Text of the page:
Be sure that the batteries aren't getting ho

July 12 [Fri], 2013, 11:22
It is common knowledge that Nickel Cadmium like full discharge/recharge cycles. The reason is that Nickel Cadmiums store their energy in crystal form. When it is charged, crystals are created. As the battery is discharged, the crystals shrink in size. When you charge the battery before most of the crystals are gone, it both creates small crystals and enlarges the old crystals. After a few half-dischargea href="http://www.batteryoffice.com/sony-vgp-bps13s-battery.htm">12 cells VGP-BPS13S cycles like this, you can end up with many larger crystals and not very many small ones. The result is that the energy is still there, but there is less surface area (many small crystals have more surface area than a few large ones of the same mass), resulting in decreased output. You'll need to completely wear-down the larger crystals.

The problem is that modern electronics can't operate on just a few crystals that are slowly giving their power up, so the oversized crystals never go away.
Read and open the case: Nickel Cadmium batteries don't need protection circuits, so you might be able to do this without opening the case. It's not very likely to be a problem, but I would recommend opening the case anyways. Worry not, if your batteries are shot, what good is the case anyways? If you do fix it, a little glue (I recommend cyanoacrylate) ought to put it back together. Look on your case and determine the total capacity (mAh) and voltage (V). My laptop battery shows 11.1V, 3800mAh. If you don't see it written anywhere on the case, you may be able to calculate it.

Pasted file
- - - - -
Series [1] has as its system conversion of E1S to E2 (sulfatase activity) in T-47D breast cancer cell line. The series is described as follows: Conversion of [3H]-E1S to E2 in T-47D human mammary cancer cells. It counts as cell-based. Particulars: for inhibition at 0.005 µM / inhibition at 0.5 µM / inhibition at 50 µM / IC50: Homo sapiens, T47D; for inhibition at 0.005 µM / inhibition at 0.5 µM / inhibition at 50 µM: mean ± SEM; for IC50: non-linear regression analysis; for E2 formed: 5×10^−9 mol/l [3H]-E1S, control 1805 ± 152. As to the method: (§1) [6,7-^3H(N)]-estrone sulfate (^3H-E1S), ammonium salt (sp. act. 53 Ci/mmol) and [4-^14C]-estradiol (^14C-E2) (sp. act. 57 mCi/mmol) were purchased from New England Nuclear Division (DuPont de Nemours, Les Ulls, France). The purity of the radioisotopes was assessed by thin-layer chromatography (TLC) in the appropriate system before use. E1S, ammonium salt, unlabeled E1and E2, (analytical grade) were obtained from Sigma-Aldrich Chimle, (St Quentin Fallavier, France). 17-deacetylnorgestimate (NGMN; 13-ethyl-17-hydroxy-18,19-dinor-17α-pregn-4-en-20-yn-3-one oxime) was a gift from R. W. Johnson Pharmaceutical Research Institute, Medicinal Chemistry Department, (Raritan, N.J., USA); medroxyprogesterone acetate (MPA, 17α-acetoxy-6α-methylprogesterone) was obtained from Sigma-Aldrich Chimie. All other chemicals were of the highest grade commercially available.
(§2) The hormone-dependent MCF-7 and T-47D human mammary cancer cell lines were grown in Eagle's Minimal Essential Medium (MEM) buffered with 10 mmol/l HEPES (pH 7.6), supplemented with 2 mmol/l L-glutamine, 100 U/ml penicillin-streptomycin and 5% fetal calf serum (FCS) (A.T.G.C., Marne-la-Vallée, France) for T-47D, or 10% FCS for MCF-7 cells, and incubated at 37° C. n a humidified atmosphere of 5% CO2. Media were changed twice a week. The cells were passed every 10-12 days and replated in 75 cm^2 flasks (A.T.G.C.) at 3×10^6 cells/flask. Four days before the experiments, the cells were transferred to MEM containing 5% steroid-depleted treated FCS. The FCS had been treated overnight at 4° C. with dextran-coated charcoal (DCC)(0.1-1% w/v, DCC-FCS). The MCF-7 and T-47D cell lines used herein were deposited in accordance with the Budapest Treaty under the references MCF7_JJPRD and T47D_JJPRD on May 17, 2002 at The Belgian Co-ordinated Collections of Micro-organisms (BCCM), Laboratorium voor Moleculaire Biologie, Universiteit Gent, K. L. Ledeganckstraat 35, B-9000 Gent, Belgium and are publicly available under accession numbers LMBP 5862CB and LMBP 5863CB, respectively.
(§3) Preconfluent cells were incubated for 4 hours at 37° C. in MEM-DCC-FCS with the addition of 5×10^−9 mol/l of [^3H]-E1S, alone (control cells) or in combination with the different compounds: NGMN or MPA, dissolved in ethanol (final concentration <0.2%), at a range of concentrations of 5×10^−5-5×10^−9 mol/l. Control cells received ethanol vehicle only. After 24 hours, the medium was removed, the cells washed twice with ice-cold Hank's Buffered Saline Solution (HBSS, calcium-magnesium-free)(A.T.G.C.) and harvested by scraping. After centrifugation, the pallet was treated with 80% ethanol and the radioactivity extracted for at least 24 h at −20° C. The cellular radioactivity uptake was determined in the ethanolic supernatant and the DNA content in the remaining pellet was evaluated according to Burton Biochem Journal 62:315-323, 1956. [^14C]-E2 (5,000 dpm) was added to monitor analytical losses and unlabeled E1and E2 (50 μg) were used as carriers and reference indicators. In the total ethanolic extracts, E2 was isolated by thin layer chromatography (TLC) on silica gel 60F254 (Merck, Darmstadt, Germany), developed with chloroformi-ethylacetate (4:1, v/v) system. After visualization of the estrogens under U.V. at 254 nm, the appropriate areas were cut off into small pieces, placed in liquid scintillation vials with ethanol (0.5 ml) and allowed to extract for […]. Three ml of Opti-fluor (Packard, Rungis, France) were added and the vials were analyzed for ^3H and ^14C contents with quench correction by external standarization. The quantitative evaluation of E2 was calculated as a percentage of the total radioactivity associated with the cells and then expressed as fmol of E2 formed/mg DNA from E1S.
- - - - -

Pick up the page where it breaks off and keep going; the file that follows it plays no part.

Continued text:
Determine your resistor: You'll want to discharge the battery over about a 1 hour period. Since the capacity (3.8A, or 3800mAh for me) is expressed as amp-hours, it will be our draw-amperage. Calculate the size of your resistor with this formula: ohms = volts / amps. Go to Radio Shack or Digikey, or make your own and find the closest resistor to this value. It needs to handle a power (watts) of at LEAST battery volts (11.1V for me) multiplied by draw-amperage (3.8A for me) (11.1V * 3.8A = 42.18 watts). This is going to be a big resistor, and it will get hot when you're using it. Be sure that the batteries aren't getting hot. If you're comfortable dissipating more energy, you could discharge the battery much faster (at 4C, for example), or if you can't find a resistor that can handle the watts, you could try lowering your draw amperage and finding an appropriate resistor.

Connect the resistor: Connect the resistor across your battery pack (the pack itself; not the + and - output on the protection circuit), and a voltmeter (in parallel). Because of various voltage drops and anomalies I'm12 cells VGP-BPS14B not going to go into, you may need to leave the battery discharging for more than an hour! You're not done until the voltage is very low (such as .1 volt per cell or lower) If you're also using an ammeter (in series), your measured amperage should drop as the voltage drops. If your resistor is adjustable, you can decrease the ohmage in order to keep the amperage the same, but you don't need to.
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